Australia has called on G20 nations to end wet wildlife markets over concerns they pose a threat to human health and agricultural markets, a move which could further strain ties with China after Canberra called for an international inquiry into the coronavirus pandemic.
The pandemic, which originated in China was thought to have started in a wet market in the city of Wuhan. Wet markets are a key facet of China’s daily life, though not all sell wildlife.
China imposed a temporary ban on selling wildlife on Jan. 23 and is now reviewing its legislation to restrict commercial wild animal trading on a permanent basis.
Minister for Agriculture David Littleproud said on Thursday he had asked government officials from the Group of 20 major economies to back a plan to end wet wildlife markets.
"There are risks with wildlife wet markets and they could be as big a risk to our agricultural industries as they can be to public health," Littleproud told Australia's Channel 7 television.
US officials have also called for wet wildlife markets across Asia to be closed. Wet markets exist throughout Asia selling fresh vegetables, seafood and meat, with some also selling exotic animals.
Littleproud did not mention China by name, but his comments follow Australia's push for an international inquiry into the origins and handling of the coronavirus pandemic.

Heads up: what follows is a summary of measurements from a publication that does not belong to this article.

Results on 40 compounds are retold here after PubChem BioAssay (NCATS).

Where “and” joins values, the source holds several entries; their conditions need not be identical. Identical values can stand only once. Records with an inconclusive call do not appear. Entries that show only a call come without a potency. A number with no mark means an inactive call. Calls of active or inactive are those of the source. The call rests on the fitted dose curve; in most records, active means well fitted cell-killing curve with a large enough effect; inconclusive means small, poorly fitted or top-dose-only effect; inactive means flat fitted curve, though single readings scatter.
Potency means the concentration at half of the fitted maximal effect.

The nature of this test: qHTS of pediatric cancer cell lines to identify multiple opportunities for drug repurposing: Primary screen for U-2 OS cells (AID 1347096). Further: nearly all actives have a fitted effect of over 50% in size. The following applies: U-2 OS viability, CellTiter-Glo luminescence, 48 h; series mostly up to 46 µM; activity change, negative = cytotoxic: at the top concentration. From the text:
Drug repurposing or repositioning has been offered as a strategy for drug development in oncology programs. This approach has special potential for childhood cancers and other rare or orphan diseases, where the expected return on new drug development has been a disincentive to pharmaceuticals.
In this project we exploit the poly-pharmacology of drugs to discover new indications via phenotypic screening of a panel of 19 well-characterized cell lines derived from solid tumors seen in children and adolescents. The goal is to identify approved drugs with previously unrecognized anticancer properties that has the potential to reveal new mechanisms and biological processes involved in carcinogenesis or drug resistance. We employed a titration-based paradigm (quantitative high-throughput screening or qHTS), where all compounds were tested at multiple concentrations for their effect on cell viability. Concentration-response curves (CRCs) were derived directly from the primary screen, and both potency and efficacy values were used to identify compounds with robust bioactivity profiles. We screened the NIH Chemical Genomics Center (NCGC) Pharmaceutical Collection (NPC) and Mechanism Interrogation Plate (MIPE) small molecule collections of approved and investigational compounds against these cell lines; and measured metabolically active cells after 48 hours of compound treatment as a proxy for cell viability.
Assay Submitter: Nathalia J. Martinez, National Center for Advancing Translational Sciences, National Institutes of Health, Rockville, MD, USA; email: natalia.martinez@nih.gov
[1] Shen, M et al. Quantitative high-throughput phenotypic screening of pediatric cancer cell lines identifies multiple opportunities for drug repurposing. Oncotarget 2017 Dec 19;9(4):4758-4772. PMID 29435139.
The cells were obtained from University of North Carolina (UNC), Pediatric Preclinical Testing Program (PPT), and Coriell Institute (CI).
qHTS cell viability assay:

Prime Minister Scott Morrison tweeted on Wednesday that he raised the inquiry in calls with US President Donald Trump and other major powers.
Both France and Britain said now was the time to fight the virus, not to apportion blame. China has accused Australian lawmakers of taking instructions from the United States.
The White House has been fiercely critical of China and the World Health Organization’s handling of the pandemic, and has withdrawn US funding from the UN agency.
The COVID-19 outbreak has since spread to infect some 2.3 million people globally and killed nearly 160,000, according to Reuters calculations.
Australia has about 6,600 cases of coronavirus nationally and 75 deaths from the virus.
China is Australia's largest trading partner, but diplomatic ties have frayed in recent years amid allegations Beijing has committed cyber-attacks and has attempted to interfere in Canberra’s domestic affairs.